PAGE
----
Monday, 2 September 2013


Loon at dawn on Beaver Lake.
Taking on air to gain buoyancy.
The avian embodiment of the North Woods is the common loon. Like grebes, after almost being wiped out by pesticides, they have made a steady recovery and almost every lake is now haunted by their eerie calls. Every New England tourist gift-shop sports photos, books, paintings, videos and models of loons. It's the same over in Minnesota which is another place where the Canadian forest extends south into the USA.

We see them in Europe too, but mostly during winter and we call them Great Northern Divers. They really are big; much larger than the red throated and black throated divers that breed with us. They can be mistaken for geese when they ride high in the water, or for cormorants when they sink themselves.

At Beaver Lake we watched a pair of loons every day. They were the first living things that we heard each day and they would appear out of the mist at around 6 am, often close to our dock. Sometimes we approached them by canoe, which did not seem to bother them much.

Their tameness surprised me. In previous years at the lake we have only heard them, or caught a glimpse of them early in the morning but this pair stayed around all day, close to people on the shore and anglers in boats. They also seemed to eat enough sunfish to feed an army of cormorants.

If you watch them closely, you quickly see which bird is the male. His patterns are brighter and his outline is more solid. His movements seem more deliberate or purposeful than the languid, almost casual dives made by his mate.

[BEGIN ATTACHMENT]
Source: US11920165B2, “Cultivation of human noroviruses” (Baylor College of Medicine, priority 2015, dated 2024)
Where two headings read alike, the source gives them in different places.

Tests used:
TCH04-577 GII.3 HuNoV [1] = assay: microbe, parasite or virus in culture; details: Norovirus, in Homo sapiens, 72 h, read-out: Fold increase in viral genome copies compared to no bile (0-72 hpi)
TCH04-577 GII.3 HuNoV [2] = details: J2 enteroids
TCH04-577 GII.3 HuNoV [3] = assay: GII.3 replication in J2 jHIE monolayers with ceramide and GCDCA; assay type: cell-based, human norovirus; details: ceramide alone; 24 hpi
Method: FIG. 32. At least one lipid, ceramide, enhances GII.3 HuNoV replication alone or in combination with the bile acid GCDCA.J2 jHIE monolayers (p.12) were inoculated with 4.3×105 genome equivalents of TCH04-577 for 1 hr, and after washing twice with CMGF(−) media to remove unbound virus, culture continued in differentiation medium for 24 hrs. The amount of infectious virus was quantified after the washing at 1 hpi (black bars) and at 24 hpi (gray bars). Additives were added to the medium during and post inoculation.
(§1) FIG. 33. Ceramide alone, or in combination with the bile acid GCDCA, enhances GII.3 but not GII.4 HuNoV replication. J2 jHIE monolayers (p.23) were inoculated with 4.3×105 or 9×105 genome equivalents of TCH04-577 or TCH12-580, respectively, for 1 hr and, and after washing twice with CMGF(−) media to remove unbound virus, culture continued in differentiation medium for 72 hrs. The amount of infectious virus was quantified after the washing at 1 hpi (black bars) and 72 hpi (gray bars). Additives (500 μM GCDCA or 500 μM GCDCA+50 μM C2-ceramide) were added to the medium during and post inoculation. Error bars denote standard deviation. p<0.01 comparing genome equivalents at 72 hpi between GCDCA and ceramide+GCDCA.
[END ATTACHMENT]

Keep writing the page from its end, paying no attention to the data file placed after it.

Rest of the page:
A lot of time is spent in hunting mode with the neck held short and just the head and part of the back showing above the water. The loon will look left and right then go go "snorkeling" with its face under water. The head flips up for air and then leads the body under the water in a smooth arc, causing barely a ripple. Watching this I was reminded of whale watching in Norway or otter spotting in Scotland.

They stay under water for half a minute at a time in our shallow lake, but can go much longer. When they surface, it is usually with a fish, but it is hard to tell. Unlike cormorants, they do not often lift their prey out of the water to swallow it. Most fish are small and are delicately dealt with on the surface. This could be because sunfish are quite spiny.

After a fishing session, it's time for a wash and brush-up. Loons push themselves up like a ship's figure-head and give their wings and body a good shake. This seems to expel the water from between their feathers and replace it with air so that they now float like geese. This might be a preparation for flight of just a comfort stop before another bout of fishing.

Of course it is the call of the loon that most people will recognise, even if they have no clue what a loon actually is. I saw American parents pointing out "the ducks" to their kids and when I excitedly explained that they were not ducks but loons, I got blank stares in return. Yet every kids' comedy show uses the loon's cry to denote wilderness, even if it is supposed to be a waterless desert. I once heard a loon call at the ranch in the "Dallas" TV show. Even the BBC uses loon calls inappropriately; in "Hound of the Baskervilles" for example.

Our dock.
You have to admit that yodelling call is so evocative of water and wildness that it just seems to connect with your spirit without being processed by ears and brains. And then there is that link-cut profile. The square head, checker-board spots and dagger-like bill all fitting together with tight economy of design to make a work of art, ......a loon.